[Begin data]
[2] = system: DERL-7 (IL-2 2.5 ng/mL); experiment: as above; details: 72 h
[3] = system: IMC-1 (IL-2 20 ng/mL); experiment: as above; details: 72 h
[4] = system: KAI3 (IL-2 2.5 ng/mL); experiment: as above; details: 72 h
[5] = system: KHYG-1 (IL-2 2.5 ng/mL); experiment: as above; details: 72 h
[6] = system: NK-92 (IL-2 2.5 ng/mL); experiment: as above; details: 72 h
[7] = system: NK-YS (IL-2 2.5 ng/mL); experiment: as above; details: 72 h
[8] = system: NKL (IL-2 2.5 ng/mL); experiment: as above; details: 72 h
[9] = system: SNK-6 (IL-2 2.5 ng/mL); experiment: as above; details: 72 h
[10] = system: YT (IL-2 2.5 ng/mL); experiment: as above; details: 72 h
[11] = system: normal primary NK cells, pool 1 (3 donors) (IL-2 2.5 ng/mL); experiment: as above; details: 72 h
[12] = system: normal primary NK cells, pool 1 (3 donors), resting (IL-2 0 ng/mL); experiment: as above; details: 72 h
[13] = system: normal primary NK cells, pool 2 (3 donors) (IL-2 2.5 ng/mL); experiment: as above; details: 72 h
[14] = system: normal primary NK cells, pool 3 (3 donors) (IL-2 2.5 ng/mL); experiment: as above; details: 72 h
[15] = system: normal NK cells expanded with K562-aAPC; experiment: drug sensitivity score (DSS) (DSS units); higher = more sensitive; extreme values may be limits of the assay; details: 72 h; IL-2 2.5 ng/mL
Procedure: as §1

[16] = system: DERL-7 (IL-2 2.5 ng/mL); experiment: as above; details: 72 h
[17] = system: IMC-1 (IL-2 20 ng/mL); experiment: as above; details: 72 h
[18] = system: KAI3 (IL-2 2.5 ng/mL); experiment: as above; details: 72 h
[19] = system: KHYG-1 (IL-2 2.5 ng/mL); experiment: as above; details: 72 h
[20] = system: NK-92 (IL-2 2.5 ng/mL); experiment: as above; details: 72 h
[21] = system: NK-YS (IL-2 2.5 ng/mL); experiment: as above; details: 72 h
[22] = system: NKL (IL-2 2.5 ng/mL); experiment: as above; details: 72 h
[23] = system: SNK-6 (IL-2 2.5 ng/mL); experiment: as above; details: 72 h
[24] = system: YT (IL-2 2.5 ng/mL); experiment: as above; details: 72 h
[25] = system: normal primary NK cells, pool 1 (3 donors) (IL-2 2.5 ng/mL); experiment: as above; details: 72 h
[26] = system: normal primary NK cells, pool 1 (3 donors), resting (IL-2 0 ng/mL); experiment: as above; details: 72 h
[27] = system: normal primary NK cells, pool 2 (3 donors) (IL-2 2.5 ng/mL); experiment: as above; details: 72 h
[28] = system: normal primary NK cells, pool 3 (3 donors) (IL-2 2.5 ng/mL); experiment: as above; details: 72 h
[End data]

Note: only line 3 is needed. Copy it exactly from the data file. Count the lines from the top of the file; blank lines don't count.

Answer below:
[4] = system: KAI3 (IL-2 2.5 ng/mL); experiment: as above; details: 72 h